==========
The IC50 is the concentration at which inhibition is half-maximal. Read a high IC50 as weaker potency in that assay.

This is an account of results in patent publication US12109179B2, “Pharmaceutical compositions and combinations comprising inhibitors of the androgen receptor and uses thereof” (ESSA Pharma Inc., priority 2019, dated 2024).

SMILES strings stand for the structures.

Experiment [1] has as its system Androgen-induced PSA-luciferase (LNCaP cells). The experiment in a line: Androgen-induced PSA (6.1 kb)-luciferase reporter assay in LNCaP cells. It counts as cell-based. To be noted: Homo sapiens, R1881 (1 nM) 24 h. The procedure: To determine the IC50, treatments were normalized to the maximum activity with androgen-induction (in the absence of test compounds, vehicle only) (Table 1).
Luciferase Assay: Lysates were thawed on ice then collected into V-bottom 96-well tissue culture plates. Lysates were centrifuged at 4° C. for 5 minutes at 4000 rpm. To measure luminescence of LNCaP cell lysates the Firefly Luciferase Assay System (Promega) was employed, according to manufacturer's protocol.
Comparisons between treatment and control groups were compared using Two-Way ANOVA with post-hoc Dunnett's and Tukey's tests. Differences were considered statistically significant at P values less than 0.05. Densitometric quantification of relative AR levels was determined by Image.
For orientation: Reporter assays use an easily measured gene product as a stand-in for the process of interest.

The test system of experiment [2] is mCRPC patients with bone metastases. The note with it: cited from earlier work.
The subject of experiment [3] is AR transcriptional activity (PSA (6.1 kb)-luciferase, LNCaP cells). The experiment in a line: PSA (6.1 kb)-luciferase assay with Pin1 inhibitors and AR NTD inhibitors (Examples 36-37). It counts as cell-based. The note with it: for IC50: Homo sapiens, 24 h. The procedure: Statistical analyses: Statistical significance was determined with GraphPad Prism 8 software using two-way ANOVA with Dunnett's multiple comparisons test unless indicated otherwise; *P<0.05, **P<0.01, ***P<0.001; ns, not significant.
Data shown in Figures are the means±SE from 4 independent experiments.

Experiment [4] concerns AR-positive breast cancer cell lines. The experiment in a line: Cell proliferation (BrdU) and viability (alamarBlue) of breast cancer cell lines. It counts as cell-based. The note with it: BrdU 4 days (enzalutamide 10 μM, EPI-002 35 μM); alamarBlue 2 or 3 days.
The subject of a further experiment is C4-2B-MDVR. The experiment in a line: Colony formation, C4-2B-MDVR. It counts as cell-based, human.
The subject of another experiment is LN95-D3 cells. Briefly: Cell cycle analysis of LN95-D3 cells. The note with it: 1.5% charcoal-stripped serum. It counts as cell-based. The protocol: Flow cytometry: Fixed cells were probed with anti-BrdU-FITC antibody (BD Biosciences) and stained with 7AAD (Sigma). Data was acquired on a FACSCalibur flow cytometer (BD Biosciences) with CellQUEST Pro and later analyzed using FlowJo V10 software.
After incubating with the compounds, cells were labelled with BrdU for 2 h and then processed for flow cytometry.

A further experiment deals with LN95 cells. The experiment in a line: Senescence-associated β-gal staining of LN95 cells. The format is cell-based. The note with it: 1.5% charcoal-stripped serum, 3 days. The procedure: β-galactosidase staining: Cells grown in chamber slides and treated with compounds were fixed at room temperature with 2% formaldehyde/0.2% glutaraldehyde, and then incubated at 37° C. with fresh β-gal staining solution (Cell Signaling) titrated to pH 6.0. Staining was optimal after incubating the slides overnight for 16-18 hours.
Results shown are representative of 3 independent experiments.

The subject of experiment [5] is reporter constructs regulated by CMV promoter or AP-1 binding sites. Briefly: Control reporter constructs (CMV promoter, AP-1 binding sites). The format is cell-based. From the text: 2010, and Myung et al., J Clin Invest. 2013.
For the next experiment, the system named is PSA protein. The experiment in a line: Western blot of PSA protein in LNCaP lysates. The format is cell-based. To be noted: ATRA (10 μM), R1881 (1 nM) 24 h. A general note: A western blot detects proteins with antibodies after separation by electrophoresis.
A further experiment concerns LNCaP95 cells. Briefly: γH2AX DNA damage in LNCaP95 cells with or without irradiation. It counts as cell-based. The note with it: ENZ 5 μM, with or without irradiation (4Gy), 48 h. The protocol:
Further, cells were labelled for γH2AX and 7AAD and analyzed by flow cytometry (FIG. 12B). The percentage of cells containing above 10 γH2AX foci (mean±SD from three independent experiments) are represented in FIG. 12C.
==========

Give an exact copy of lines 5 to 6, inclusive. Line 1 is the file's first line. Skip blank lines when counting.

Luciferase Assay: Lysates were thawed on ice then collected into V-bottom 96-well tissue culture plates. Lysates were centrifuged at 4° C. for 5 minutes at 4000 rpm. To measure luminescence of LNCaP cell lysates the Firefly Luciferase Assay System (Promega) was employed, according to manufacturer's protocol.
Comparisons between treatment and control groups were compared using Two-Way ANOVA with post-hoc Dunnett's and Tukey's tests. Differences were considered statistically significant at P values less than 0.05. Densitometric quantification of relative AR levels was determined by Image.